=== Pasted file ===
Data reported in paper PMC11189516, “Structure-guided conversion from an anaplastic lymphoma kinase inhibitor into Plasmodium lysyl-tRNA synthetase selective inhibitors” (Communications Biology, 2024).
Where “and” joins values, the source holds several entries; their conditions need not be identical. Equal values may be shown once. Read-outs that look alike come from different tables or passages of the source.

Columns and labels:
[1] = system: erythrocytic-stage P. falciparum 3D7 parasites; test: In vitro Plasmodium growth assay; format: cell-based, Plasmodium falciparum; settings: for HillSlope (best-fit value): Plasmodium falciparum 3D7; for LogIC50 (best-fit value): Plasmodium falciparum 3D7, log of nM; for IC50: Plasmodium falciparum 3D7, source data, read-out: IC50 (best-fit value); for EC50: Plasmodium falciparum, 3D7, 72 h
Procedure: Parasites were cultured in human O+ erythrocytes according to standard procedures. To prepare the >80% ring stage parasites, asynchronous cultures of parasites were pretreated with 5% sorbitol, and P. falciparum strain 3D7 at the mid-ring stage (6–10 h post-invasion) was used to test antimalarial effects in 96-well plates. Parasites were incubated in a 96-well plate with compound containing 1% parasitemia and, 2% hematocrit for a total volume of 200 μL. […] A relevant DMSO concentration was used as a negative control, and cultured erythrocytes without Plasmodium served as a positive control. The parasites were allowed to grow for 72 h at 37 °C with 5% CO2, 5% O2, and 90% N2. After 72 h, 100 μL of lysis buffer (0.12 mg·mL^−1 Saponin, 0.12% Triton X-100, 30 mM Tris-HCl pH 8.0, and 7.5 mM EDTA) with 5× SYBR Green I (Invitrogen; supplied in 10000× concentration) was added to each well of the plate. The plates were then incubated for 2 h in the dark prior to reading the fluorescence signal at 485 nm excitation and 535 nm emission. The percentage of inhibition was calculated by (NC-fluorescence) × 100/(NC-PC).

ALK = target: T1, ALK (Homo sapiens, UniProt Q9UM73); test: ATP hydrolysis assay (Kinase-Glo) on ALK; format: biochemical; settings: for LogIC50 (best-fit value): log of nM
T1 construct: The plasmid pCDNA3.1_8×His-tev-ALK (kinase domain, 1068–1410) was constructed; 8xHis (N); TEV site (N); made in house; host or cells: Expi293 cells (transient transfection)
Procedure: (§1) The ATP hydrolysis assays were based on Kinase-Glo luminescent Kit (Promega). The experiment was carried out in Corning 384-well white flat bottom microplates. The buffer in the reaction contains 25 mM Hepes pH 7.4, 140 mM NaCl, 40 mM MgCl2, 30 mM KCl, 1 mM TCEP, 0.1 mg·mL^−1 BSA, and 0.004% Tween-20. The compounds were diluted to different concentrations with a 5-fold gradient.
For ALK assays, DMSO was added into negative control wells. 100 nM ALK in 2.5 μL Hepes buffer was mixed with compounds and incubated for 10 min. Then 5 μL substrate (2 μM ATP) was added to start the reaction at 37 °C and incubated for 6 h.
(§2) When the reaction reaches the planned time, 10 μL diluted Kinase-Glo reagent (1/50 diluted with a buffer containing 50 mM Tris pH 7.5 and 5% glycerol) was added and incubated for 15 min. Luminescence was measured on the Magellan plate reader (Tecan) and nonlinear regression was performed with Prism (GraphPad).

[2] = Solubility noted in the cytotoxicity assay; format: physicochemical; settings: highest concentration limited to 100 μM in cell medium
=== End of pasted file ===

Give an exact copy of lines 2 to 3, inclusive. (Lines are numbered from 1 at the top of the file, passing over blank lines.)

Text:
Where “and” joins values, the source holds several entries; their conditions need not be identical. Equal values may be shown once. Read-outs that look alike come from different tables or passages of the source.

Columns and labels: